They loved decorating for Christmas, my in-laws.
My mother-in-law had bows and garland running all through the house. Candles in each windowsill and against the panes, wreaths hanging from long ribbon.
My father-in-law took care of the outside. He made a lot of what he displayed—a wooden Santa and sleigh, snowmen. Every year he added a bit more.
In the backyard, which is what people saw first as they entered the neighborhood, stood the Nativity scene. Large, colorful, lighted figures. My father-in-law made a wooden stable to shelter Joseph, Mary, and the Baby. He covered the roof with straw and rigged a star to stand over it.
One year, when my children were small, vandals climbed the backyard fence on Christmas Eve. They knocked the Nativity figures down, coated them with black spray paint, and stole the Baby Jesus. He was nowhere to be found when my distraught in-laws discovered the desecration on Christmas morning.
My father-in-law painstakingly removed all of the spray paint—I can see him in my mind, bending to his task, working gently to avoid doing further damage, until the figures were clean.
My mother-in-law, however, was afraid to display the scene again:
“Whoever did this came over the fence, awfully close to the house. I don’t want to invite them back.”
She asked her son, my pastor husband, if he wanted the Nativity. After all, he and I lived in the country, in a parsonage right beside our church. Seemed a fitting home for a Nativity scene—albeit one without a Baby Jesus.
So we took it.
And put it up in the parsonage yard the next Christmas.
Our youngest son, a preschooler, was fascinated by the scene. He’d put on his coat and go out into the yard to stare at it for as long as we’d let him.
One day, he asked: “Why doesn’t Baby Jesus light up?”
We’d supplied a little wooden manger and a doll in swaddling cloths (i.e., a tightly-wrapped blanket). We simply told our boy that someone had taken the Jesus that lit up; we didn’t know who had done it or why, so we had to use this one.
He accepted that. Furthermore, his fascination rested on Joseph anyway. For a year or two, he referred to the entire Nativity scene as “The Joseph.”
He loved it so much that once people at church heard about it, they began giving him all kinds of small Nativity scenes. He put every one of them up in his room. I told my husband: “It’s beginning to look like a Palestinian South of the Border in there.”
Our boy became interested in the Wise Men next. He identified them by their clothing: the Blue Wise Man, the Green Wise Man, and the Pink Wise Man. He learned that they carried gold, frankincense, and myrrh. Of those, myrrh captured his imagination most. I think it was the sound of it.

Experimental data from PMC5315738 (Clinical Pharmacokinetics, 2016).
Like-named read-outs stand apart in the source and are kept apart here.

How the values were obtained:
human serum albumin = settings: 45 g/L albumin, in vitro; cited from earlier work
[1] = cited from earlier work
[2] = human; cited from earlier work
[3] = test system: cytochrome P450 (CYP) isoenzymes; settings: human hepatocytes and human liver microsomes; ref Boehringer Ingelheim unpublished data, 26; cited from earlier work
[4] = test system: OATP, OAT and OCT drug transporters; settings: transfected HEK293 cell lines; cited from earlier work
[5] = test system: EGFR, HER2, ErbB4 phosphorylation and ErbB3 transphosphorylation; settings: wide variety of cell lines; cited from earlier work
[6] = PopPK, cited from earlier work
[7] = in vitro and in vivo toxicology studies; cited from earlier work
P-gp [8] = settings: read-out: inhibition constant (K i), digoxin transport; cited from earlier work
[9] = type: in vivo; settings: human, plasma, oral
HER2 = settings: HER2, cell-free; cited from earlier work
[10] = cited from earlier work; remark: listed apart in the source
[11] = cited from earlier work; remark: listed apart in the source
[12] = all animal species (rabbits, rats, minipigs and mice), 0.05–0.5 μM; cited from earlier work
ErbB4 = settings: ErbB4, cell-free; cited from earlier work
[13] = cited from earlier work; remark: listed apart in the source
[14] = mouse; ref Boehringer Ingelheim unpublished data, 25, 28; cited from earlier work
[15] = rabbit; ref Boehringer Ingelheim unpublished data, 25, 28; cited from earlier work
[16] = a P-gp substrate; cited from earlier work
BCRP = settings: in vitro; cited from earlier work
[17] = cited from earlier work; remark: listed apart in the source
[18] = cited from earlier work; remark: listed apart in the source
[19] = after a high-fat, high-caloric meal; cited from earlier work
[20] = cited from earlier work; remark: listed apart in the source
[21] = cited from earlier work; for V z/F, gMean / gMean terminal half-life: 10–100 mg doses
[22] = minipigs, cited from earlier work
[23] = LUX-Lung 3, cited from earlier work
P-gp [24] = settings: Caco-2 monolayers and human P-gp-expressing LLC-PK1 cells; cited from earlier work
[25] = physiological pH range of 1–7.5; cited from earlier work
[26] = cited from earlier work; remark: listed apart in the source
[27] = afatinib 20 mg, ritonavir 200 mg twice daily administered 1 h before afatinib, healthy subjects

A few times I caught him out in the yard with a blanket around him, kneeling at the manger.
When I asked what he was doing, he replied, solemnly, “I’m the fourth Wise Man.”
I crept away to a respectable distance, marveling at his devotion.
Many Christmases have come and gone. My in-laws are no longer here. “Ma-Ma” died at the end of November last year.
But my son, age twenty-one and a music minister now, still sets out that very same Nativity on the day after Thanksgiving. When the wind gusts enough to blow the figures down, he’s soon outside, standing them back up. The wooden stable fell apart long ago, but “Pa-Pa’s” star remains.
Oh, and we now have a Baby Jesus that lights up.
See, when our makeshift, non-lighted manger and doll got too weathered to use after a few seasons, our elementary-age son improvised with a stuffed dog that our real dogs had played with. It was dirty and torn. He placed right on the ground in front of Joseph and Mary.
I shuddered, thinking, Is it disrespectful to have such a thing depicting Jesus?
Then I realized . . . isn’t it actually more symbolic? To have a Jesus that’s torn, battered, and stained?
I used this as an analogy in a Sunday School lesson.
That Christmas Eve, church members who had a Nativity scene just like ours came in the night to leave their Baby Jesus in the back of my husband’s truck. On it was a note to our little son, wishing him a Merry Christmas.
And that is what Christmas is all about, is it not.
Pa-Pa removing the paint. The people sacrificially replacing what was taken long ago.
Restoring what seems to be hopelessly beyond repair.
My son pauses by the window. The old Nativity is still standing there in our yard, lighting up this dark Christmas Eve night, as I write. My son goes up the stairs to his room, where he’ll work on his music for a while longer.
And I hear the strains of song, faintly:
With the dawn of redeeming grace . . . .